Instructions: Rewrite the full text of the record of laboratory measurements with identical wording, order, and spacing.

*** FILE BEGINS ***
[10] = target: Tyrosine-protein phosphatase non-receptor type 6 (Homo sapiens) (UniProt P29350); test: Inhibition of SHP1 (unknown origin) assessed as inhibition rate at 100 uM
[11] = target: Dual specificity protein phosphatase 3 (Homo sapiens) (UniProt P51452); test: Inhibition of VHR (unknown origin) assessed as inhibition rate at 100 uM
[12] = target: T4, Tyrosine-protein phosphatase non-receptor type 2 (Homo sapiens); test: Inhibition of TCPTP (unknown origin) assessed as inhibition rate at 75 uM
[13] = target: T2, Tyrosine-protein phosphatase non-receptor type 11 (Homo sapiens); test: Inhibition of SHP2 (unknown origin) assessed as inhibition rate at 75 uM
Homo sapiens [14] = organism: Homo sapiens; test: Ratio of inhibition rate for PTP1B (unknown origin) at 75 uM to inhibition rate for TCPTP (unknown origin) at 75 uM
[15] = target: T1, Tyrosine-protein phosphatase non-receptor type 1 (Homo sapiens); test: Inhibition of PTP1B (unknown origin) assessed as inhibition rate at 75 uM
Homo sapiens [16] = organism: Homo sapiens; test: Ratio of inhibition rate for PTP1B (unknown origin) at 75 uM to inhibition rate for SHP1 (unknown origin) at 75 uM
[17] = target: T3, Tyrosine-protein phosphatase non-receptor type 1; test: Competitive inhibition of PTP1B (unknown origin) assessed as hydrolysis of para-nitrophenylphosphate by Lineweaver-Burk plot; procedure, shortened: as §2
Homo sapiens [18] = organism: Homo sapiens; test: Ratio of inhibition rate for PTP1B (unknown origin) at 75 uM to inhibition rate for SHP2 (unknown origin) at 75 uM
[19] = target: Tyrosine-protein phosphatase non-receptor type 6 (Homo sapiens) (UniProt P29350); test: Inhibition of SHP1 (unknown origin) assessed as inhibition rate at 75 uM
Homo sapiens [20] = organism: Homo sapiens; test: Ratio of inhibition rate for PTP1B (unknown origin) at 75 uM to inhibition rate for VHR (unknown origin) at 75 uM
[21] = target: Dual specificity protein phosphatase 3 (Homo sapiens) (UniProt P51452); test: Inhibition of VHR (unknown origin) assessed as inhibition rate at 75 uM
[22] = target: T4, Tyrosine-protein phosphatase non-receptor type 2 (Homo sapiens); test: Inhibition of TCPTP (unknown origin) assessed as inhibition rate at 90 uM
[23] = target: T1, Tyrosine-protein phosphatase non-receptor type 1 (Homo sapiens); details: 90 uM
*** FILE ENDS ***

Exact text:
[10] = target: Tyrosine-protein phosphatase non-receptor type 6 (Homo sapiens) (UniProt P29350); test: Inhibition of SHP1 (unknown origin) assessed as inhibition rate at 100 uM
[11] = target: Dual specificity protein phosphatase 3 (Homo sapiens) (UniProt P51452); test: Inhibition of VHR (unknown origin) assessed as inhibition rate at 100 uM
[12] = target: T4, Tyrosine-protein phosphatase non-receptor type 2 (Homo sapiens); test: Inhibition of TCPTP (unknown origin) assessed as inhibition rate at 75 uM
[13] = target: T2, Tyrosine-protein phosphatase non-receptor type 11 (Homo sapiens); test: Inhibition of SHP2 (unknown origin) assessed as inhibition rate at 75 uM
Homo sapiens [14] = organism: Homo sapiens; test: Ratio of inhibition rate for PTP1B (unknown origin) at 75 uM to inhibition rate for TCPTP (unknown origin) at 75 uM
[15] = target: T1, Tyrosine-protein phosphatase non-receptor type 1 (Homo sapiens); test: Inhibition of PTP1B (unknown origin) assessed as inhibition rate at 75 uM
Homo sapiens [16] = organism: Homo sapiens; test: Ratio of inhibition rate for PTP1B (unknown origin) at 75 uM to inhibition rate for SHP1 (unknown origin) at 75 uM
[17] = target: T3, Tyrosine-protein phosphatase non-receptor type 1; test: Competitive inhibition of PTP1B (unknown origin) assessed as hydrolysis of para-nitrophenylphosphate by Lineweaver-Burk plot; procedure, shortened: as §2
Homo sapiens [18] = organism: Homo sapiens; test: Ratio of inhibition rate for PTP1B (unknown origin) at 75 uM to inhibition rate for SHP2 (unknown origin) at 75 uM
[19] = target: Tyrosine-protein phosphatase non-receptor type 6 (Homo sapiens) (UniProt P29350); test: Inhibition of SHP1 (unknown origin) assessed as inhibition rate at 75 uM
Homo sapiens [20] = organism: Homo sapiens; test: Ratio of inhibition rate for PTP1B (unknown origin) at 75 uM to inhibition rate for VHR (unknown origin) at 75 uM
[21] = target: Dual specificity protein phosphatase 3 (Homo sapiens) (UniProt P51452); test: Inhibition of VHR (unknown origin) assessed as inhibition rate at 75 uM
[22] = target: T4, Tyrosine-protein phosphatase non-receptor type 2 (Homo sapiens); test: Inhibition of TCPTP (unknown origin) assessed as inhibition rate at 90 uM
[23] = target: T1, Tyrosine-protein phosphatase non-receptor type 1 (Homo sapiens); details: 90 uM